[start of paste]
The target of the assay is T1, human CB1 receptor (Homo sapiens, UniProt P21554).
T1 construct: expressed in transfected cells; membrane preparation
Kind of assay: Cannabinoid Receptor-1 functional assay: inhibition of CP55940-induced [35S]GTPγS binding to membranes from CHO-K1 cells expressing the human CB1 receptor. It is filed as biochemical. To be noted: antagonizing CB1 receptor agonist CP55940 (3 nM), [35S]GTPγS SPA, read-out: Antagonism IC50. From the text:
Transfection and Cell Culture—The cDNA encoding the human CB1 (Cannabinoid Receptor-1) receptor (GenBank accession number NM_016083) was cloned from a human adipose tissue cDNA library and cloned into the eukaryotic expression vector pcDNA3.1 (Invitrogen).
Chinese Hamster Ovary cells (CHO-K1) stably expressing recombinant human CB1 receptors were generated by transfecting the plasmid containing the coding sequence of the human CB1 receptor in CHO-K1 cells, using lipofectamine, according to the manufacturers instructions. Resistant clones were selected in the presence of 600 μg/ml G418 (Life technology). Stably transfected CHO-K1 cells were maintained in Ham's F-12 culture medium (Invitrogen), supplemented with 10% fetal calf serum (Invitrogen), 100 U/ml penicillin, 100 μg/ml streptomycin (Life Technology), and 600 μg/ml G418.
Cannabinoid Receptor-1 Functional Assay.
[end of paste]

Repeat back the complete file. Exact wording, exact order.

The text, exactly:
The target of the assay is T1, human CB1 receptor (Homo sapiens, UniProt P21554).
T1 construct: expressed in transfected cells; membrane preparation
Kind of assay: Cannabinoid Receptor-1 functional assay: inhibition of CP55940-induced [35S]GTPγS binding to membranes from CHO-K1 cells expressing the human CB1 receptor. It is filed as biochemical. To be noted: antagonizing CB1 receptor agonist CP55940 (3 nM), [35S]GTPγS SPA, read-out: Antagonism IC50. From the text:
Transfection and Cell Culture—The cDNA encoding the human CB1 (Cannabinoid Receptor-1) receptor (GenBank accession number NM_016083) was cloned from a human adipose tissue cDNA library and cloned into the eukaryotic expression vector pcDNA3.1 (Invitrogen).
Chinese Hamster Ovary cells (CHO-K1) stably expressing recombinant human CB1 receptors were generated by transfecting the plasmid containing the coding sequence of the human CB1 receptor in CHO-K1 cells, using lipofectamine, according to the manufacturers instructions. Resistant clones were selected in the presence of 600 μg/ml G418 (Life technology). Stably transfected CHO-K1 cells were maintained in Ham's F-12 culture medium (Invitrogen), supplemented with 10% fetal calf serum (Invitrogen), 100 U/ml penicillin, 100 μg/ml streptomycin (Life Technology), and 600 μg/ml G418.
Cannabinoid Receptor-1 Functional Assay.